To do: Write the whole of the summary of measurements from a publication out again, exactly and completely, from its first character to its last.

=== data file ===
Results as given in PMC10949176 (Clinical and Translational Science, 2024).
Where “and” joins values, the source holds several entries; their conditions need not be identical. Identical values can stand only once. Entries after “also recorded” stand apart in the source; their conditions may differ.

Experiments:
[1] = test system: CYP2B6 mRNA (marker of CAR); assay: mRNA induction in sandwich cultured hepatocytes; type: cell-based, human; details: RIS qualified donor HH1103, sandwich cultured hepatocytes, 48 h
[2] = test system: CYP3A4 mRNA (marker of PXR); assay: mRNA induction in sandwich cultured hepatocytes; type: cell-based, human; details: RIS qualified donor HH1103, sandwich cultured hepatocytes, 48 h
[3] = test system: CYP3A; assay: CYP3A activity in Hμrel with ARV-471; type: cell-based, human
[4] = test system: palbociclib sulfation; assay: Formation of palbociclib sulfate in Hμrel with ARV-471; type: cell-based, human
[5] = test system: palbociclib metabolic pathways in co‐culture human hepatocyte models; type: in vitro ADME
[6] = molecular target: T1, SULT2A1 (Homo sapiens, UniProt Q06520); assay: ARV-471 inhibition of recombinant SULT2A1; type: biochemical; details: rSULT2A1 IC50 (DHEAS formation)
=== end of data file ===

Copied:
Results as given in PMC10949176 (Clinical and Translational Science, 2024).
Where “and” joins values, the source holds several entries; their conditions need not be identical. Identical values can stand only once. Entries after “also recorded” stand apart in the source; their conditions may differ.

Experiments:
[1] = test system: CYP2B6 mRNA (marker of CAR); assay: mRNA induction in sandwich cultured hepatocytes; type: cell-based, human; details: RIS qualified donor HH1103, sandwich cultured hepatocytes, 48 h
[2] = test system: CYP3A4 mRNA (marker of PXR); assay: mRNA induction in sandwich cultured hepatocytes; type: cell-based, human; details: RIS qualified donor HH1103, sandwich cultured hepatocytes, 48 h
[3] = test system: CYP3A; assay: CYP3A activity in Hμrel with ARV-471; type: cell-based, human
[4] = test system: palbociclib sulfation; assay: Formation of palbociclib sulfate in Hμrel with ARV-471; type: cell-based, human
[5] = test system: palbociclib metabolic pathways in co‐culture human hepatocyte models; type: in vitro ADME
[6] = molecular target: T1, SULT2A1 (Homo sapiens, UniProt Q06520); assay: ARV-471 inhibition of recombinant SULT2A1; type: biochemical; details: rSULT2A1 IC50 (DHEAS formation)